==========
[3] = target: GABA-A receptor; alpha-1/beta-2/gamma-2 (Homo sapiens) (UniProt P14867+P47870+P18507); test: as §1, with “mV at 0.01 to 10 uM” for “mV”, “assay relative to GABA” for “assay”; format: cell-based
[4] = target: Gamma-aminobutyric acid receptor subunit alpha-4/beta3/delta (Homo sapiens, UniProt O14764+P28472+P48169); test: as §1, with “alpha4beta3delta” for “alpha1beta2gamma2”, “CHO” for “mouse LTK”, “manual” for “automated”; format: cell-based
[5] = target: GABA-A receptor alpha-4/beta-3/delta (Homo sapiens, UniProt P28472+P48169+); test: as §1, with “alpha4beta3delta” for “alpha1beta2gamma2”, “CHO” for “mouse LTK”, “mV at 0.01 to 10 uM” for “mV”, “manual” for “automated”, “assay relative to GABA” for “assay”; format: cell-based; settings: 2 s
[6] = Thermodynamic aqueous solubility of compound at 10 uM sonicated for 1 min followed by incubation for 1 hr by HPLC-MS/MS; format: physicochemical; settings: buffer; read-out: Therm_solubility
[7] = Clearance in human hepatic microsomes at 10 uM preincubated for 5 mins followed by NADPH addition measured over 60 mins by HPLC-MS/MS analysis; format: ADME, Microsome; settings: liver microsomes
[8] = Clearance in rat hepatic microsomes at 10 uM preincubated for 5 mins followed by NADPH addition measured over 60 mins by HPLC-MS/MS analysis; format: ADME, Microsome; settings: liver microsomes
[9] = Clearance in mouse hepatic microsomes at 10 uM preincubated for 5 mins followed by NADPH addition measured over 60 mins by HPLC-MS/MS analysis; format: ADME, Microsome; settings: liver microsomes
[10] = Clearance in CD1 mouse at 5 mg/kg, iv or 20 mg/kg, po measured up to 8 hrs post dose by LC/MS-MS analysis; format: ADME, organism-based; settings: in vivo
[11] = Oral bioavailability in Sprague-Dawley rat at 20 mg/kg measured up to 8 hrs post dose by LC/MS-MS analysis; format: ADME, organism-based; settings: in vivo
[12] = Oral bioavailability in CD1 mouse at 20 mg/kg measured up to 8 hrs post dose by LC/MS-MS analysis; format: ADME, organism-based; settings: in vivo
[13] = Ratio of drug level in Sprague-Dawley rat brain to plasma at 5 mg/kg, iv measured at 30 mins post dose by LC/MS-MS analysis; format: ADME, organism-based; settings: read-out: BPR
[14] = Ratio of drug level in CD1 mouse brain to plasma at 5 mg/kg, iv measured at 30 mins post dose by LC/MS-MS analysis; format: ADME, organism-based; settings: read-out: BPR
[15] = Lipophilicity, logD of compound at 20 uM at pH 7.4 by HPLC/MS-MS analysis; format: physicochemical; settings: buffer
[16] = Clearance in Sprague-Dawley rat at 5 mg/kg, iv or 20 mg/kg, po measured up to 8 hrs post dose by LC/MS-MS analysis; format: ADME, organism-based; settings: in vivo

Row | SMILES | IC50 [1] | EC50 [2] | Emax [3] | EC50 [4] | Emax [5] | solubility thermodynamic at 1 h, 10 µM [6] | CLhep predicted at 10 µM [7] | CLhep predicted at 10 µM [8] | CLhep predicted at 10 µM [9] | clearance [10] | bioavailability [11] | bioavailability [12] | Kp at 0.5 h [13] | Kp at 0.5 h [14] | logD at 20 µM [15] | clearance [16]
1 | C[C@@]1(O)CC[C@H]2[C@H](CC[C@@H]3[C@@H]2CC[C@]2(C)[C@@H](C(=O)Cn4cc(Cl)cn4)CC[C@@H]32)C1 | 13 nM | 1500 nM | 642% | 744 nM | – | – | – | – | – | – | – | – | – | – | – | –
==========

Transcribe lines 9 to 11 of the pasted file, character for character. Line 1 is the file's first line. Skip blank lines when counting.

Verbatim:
[11] = Oral bioavailability in Sprague-Dawley rat at 20 mg/kg measured up to 8 hrs post dose by LC/MS-MS analysis; format: ADME, organism-based; settings: in vivo
[12] = Oral bioavailability in CD1 mouse at 20 mg/kg measured up to 8 hrs post dose by LC/MS-MS analysis; format: ADME, organism-based; settings: in vivo
[13] = Ratio of drug level in Sprague-Dawley rat brain to plasma at 5 mg/kg, iv measured at 30 mins post dose by LC/MS-MS analysis; format: ADME, organism-based; settings: read-out: BPR